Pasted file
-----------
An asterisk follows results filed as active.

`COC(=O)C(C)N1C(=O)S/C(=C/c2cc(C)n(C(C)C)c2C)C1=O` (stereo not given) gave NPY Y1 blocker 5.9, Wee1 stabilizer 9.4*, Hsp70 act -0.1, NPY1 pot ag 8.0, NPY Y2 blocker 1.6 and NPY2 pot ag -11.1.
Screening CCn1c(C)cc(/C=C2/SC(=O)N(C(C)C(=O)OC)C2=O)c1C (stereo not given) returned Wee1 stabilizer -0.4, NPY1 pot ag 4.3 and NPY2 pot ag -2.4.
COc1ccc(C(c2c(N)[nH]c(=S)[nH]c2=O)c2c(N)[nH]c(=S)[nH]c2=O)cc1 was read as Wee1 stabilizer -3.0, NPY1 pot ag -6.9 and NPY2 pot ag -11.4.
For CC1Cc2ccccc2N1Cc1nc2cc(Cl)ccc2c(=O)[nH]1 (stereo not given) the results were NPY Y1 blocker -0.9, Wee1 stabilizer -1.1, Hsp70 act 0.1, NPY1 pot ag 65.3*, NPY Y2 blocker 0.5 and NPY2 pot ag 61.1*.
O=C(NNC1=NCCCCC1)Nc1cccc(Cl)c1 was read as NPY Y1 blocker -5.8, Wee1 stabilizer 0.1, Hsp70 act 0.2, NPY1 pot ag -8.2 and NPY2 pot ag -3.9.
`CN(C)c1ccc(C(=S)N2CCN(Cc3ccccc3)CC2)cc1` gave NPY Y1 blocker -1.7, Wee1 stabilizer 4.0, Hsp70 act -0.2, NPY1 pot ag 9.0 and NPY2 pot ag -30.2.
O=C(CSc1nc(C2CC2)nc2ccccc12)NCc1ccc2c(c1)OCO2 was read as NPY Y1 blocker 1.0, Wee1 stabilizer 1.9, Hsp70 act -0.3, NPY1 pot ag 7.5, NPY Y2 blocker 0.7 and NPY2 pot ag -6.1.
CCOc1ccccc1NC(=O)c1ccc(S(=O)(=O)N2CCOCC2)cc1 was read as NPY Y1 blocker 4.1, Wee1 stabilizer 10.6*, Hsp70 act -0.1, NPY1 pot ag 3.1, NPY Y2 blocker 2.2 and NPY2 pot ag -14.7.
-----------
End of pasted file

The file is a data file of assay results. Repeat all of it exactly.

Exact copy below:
An asterisk follows results filed as active.

`COC(=O)C(C)N1C(=O)S/C(=C/c2cc(C)n(C(C)C)c2C)C1=O` (stereo not given) gave NPY Y1 blocker 5.9, Wee1 stabilizer 9.4*, Hsp70 act -0.1, NPY1 pot ag 8.0, NPY Y2 blocker 1.6 and NPY2 pot ag -11.1.
Screening CCn1c(C)cc(/C=C2/SC(=O)N(C(C)C(=O)OC)C2=O)c1C (stereo not given) returned Wee1 stabilizer -0.4, NPY1 pot ag 4.3 and NPY2 pot ag -2.4.
COc1ccc(C(c2c(N)[nH]c(=S)[nH]c2=O)c2c(N)[nH]c(=S)[nH]c2=O)cc1 was read as Wee1 stabilizer -3.0, NPY1 pot ag -6.9 and NPY2 pot ag -11.4.
For CC1Cc2ccccc2N1Cc1nc2cc(Cl)ccc2c(=O)[nH]1 (stereo not given) the results were NPY Y1 blocker -0.9, Wee1 stabilizer -1.1, Hsp70 act 0.1, NPY1 pot ag 65.3*, NPY Y2 blocker 0.5 and NPY2 pot ag 61.1*.
O=C(NNC1=NCCCCC1)Nc1cccc(Cl)c1 was read as NPY Y1 blocker -5.8, Wee1 stabilizer 0.1, Hsp70 act 0.2, NPY1 pot ag -8.2 and NPY2 pot ag -3.9.
`CN(C)c1ccc(C(=S)N2CCN(Cc3ccccc3)CC2)cc1` gave NPY Y1 blocker -1.7, Wee1 stabilizer 4.0, Hsp70 act -0.2, NPY1 pot ag 9.0 and NPY2 pot ag -30.2.
O=C(CSc1nc(C2CC2)nc2ccccc12)NCc1ccc2c(c1)OCO2 was read as NPY Y1 blocker 1.0, Wee1 stabilizer 1.9, Hsp70 act -0.3, NPY1 pot ag 7.5, NPY Y2 blocker 0.7 and NPY2 pot ag -6.1.
CCOc1ccccc1NC(=O)c1ccc(S(=O)(=O)N2CCOCC2)cc1 was read as NPY Y1 blocker 4.1, Wee1 stabilizer 10.6*, Hsp70 act -0.1, NPY1 pot ag 3.1, NPY Y2 blocker 2.2 and NPY2 pot ag -14.7.